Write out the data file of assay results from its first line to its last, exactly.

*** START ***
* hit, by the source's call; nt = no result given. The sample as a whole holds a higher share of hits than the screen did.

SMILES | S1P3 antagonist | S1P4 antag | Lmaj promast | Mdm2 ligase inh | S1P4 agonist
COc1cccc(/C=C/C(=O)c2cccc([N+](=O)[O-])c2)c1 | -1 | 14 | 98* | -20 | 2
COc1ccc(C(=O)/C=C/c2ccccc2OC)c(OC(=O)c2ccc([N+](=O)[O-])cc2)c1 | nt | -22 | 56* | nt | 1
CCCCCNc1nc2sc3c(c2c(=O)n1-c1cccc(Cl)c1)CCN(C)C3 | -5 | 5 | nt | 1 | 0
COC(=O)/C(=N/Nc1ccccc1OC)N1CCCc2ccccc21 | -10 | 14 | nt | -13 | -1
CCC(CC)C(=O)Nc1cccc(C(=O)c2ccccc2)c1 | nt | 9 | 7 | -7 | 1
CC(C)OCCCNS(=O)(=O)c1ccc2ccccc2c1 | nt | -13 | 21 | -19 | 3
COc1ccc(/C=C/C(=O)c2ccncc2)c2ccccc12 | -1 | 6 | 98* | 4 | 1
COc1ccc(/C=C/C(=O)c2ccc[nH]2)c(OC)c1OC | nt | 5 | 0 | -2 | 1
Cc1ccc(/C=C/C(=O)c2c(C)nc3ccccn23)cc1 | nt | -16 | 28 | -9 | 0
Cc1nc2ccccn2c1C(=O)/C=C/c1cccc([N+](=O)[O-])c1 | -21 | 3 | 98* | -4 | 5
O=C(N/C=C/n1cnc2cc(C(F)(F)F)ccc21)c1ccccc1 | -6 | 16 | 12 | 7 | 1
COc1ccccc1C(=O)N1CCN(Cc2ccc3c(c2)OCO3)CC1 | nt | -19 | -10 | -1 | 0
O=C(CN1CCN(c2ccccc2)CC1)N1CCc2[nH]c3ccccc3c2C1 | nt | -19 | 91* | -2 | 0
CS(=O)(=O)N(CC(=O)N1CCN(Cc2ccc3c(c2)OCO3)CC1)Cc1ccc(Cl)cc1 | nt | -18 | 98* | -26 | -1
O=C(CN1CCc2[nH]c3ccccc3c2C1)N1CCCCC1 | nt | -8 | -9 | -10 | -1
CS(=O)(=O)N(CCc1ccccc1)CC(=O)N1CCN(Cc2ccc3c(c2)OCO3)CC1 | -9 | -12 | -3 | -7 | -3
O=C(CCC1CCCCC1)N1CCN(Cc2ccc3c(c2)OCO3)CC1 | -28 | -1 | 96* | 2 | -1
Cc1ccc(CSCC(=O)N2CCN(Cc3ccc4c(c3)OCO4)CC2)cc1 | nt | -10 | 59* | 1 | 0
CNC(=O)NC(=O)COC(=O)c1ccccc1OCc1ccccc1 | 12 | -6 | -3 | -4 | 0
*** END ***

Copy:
* hit, by the source's call; nt = no result given. The sample as a whole holds a higher share of hits than the screen did.

SMILES | S1P3 antagonist | S1P4 antag | Lmaj promast | Mdm2 ligase inh | S1P4 agonist
COc1cccc(/C=C/C(=O)c2cccc([N+](=O)[O-])c2)c1 | -1 | 14 | 98* | -20 | 2
COc1ccc(C(=O)/C=C/c2ccccc2OC)c(OC(=O)c2ccc([N+](=O)[O-])cc2)c1 | nt | -22 | 56* | nt | 1
CCCCCNc1nc2sc3c(c2c(=O)n1-c1cccc(Cl)c1)CCN(C)C3 | -5 | 5 | nt | 1 | 0
COC(=O)/C(=N/Nc1ccccc1OC)N1CCCc2ccccc21 | -10 | 14 | nt | -13 | -1
CCC(CC)C(=O)Nc1cccc(C(=O)c2ccccc2)c1 | nt | 9 | 7 | -7 | 1
CC(C)OCCCNS(=O)(=O)c1ccc2ccccc2c1 | nt | -13 | 21 | -19 | 3
COc1ccc(/C=C/C(=O)c2ccncc2)c2ccccc12 | -1 | 6 | 98* | 4 | 1
COc1ccc(/C=C/C(=O)c2ccc[nH]2)c(OC)c1OC | nt | 5 | 0 | -2 | 1
Cc1ccc(/C=C/C(=O)c2c(C)nc3ccccn23)cc1 | nt | -16 | 28 | -9 | 0
Cc1nc2ccccn2c1C(=O)/C=C/c1cccc([N+](=O)[O-])c1 | -21 | 3 | 98* | -4 | 5
O=C(N/C=C/n1cnc2cc(C(F)(F)F)ccc21)c1ccccc1 | -6 | 16 | 12 | 7 | 1
COc1ccccc1C(=O)N1CCN(Cc2ccc3c(c2)OCO3)CC1 | nt | -19 | -10 | -1 | 0
O=C(CN1CCN(c2ccccc2)CC1)N1CCc2[nH]c3ccccc3c2C1 | nt | -19 | 91* | -2 | 0
CS(=O)(=O)N(CC(=O)N1CCN(Cc2ccc3c(c2)OCO3)CC1)Cc1ccc(Cl)cc1 | nt | -18 | 98* | -26 | -1
O=C(CN1CCc2[nH]c3ccccc3c2C1)N1CCCCC1 | nt | -8 | -9 | -10 | -1
CS(=O)(=O)N(CCc1ccccc1)CC(=O)N1CCN(Cc2ccc3c(c2)OCO3)CC1 | -9 | -12 | -3 | -7 | -3
O=C(CCC1CCCCC1)N1CCN(Cc2ccc3c(c2)OCO3)CC1 | -28 | -1 | 96* | 2 | -1
Cc1ccc(CSCC(=O)N2CCN(Cc3ccc4c(c3)OCO4)CC2)cc1 | nt | -10 | 59* | 1 | 0
CNC(=O)NC(=O)COC(=O)c1ccccc1OCc1ccccc1 | 12 | -6 | -3 | -4 | 0